At first, his responsibility was pest management. Now, he’s responsible for horticulture as well. He’s also learned a thing or two about weeds, soils, agricultural engineering and other subjects.

“You grow with the job,” Smith said. “If you stay nimble and hang around long enough, you become an expert in a lot of things.”

Good Extension agents tend to be highly employable in the private sector, but Smith never went that route. He’s too much of a “clergy type” to go after financial rewards, he said.

“Just because you’re in Extension 25 to 35 years doesn’t necessarily mean you’re a loser,” he said. “I can’t imagine a more interesting thing to do.”

Smith used to visit growers more often, but he considers farm visits an extremely inefficient way of getting things done when you’re dealing with thousands of acres.

“It’s important to learn what’s going on, but to wander around and see what’s wrong on a farm just can’t happen.”

Back in the “good old days,” things were different, Bob Mathison said. When Mathison, 55, was a kid, there were more Extension agents and they would visit farms regularly. Because of funding cuts, agents today have to be more self-sufficient, he said.

Mathison is a member of the family that owns Stemilt Growers, a large fruit operation. Like other growers, Stemilt’s relationship with Extension is rather impersonal nowadays, with agents conducting large meetings and working through fieldmen to disseminate information, instead of visiting individual farms. The public/private partnership works well, however, because fieldmen visit farms armed with knowledge they get from Extension agents, he said.

On the few occasions Smith – the tree fruit agent – does visit a farm, it’s usually to solve a problem that’s already been discovered. Even special visits are becoming less necessary, thanks to technology. Smith recalled a recent phone conversation with a grower. He asked the grower to send him a picture of his problem, so the grower – who was sitting in his truck in the field – took a digital picture, put it in his computer and sent it to Smith, who was sitting in his office. Smith told the grower his problem wasn’t what he thought it was, so the grower stopped what he was doing immediately. He could have been in New York and it would have happened just as fast.

“We communicated so rapidly and so well I stopped the problem right away,” Smith said. “My physical presence isn’t always necessary.”

Like other agents, Smith spreads information through fieldmen – employees of chemical and other private companies who work closely with growers – and learns from them as well.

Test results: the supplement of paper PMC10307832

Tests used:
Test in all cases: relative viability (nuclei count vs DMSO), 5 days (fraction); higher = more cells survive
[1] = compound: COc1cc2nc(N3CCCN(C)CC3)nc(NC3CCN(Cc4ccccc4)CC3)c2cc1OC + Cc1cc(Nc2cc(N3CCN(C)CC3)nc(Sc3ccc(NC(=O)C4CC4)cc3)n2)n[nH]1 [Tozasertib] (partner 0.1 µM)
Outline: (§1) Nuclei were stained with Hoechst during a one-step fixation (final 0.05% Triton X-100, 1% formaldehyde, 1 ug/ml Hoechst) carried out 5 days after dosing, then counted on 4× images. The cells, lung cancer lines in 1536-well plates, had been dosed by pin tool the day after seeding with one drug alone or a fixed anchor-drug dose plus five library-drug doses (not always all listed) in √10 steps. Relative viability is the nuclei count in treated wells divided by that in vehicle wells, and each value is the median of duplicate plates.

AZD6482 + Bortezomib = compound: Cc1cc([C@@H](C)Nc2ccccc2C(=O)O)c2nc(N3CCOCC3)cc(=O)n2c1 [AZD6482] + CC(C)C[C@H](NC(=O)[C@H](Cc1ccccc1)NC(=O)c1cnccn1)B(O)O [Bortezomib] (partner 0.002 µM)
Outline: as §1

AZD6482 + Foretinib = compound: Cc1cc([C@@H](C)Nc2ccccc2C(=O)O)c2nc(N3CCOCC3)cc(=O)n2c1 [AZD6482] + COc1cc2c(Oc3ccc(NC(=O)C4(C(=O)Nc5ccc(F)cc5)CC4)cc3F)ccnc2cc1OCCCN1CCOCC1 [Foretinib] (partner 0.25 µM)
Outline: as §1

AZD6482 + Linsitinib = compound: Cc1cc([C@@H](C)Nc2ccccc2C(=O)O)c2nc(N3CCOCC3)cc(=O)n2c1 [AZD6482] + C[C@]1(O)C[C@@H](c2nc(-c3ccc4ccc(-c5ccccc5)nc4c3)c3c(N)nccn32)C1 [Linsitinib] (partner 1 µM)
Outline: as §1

Smith considers himself something of a throwback. He’s one of the few remaining agents who focus on keeping farms profitable. Newer agents focus less on farmers and more on other issues, like agriculture’s impact on the environment, he said.

Kim Patten, an Extension specialist in southwest Washington, has a similar perspective. He works with the shellfish and cranberry industries.

Patten said Extension priorities are shifting away from “traditional agriculture” to issues like climate, water quality, sustainability, urban/rural relationships and the role of small farms, CSAs and farmers’ markets. Part of the shift has to do with grant money. Funding for traditional farm programs is not in vogue.

That’s too bad, because a few more tree fruit agents would really come in handy, Smith said. He and his peers have a fairly clear sight of where they want the tree fruit industry to go, but they get so caught up in planning meetings and performing other routine tasks that it distracts them from the big picture: converting orchards to smaller, more efficient trees.

“A massive number of people need to be moved from where they are to where they’re going,” he said. “We have to convince people this must be done.”

Another task that breaks up Smith’s day is applied research, but it’s something he can’t avoid.

“Without applied research, we get no grants,” he said. “Without grants, we can’t do anything.”

Tim Waters hasn’t been an Extension agent nearly as long as Smith, but he’s already learned the same lesson.

“Nobody likes to write grants,” Waters said, but “you have to do it to get funding.”

Waters works mostly with commercial vegetable growers in Benton and Franklin counties. At 28, he’s been on the job a little more than a year. He got his master’s degree in entomology from WSU and is working on his doctorate. He’d like to be an agent for the rest of his career.

Waters is the only vegetable agent in his area. He concentrates primarily on potatoes – 63,000 acres of them – onions, carrots and sweet corn. It’s his job to determine what the needs are in his area and address as many of them as he can. He often works as a middleman, passing information back and forth among growers, fieldmen and researchers. He occasionally visits farms. He helps organize meetings and develop their educational content. He’s worked on thrips control in onion production – a major problem.

“It’s my job to be jack of all trades, and hopefully master of one or two.”

Waters is partially funded by Washington State University and partially by Franklin County. The county covers half of a vehicle he shares with another agent. WSU also helps a bit with travel expenses, he said.

When Waters started, his position had been empty for two years. Even now, though he has plenty to do, he feels underutilized. Many growers have lost touch with Extension and aren’t aware of what it can do for them. That needs to change.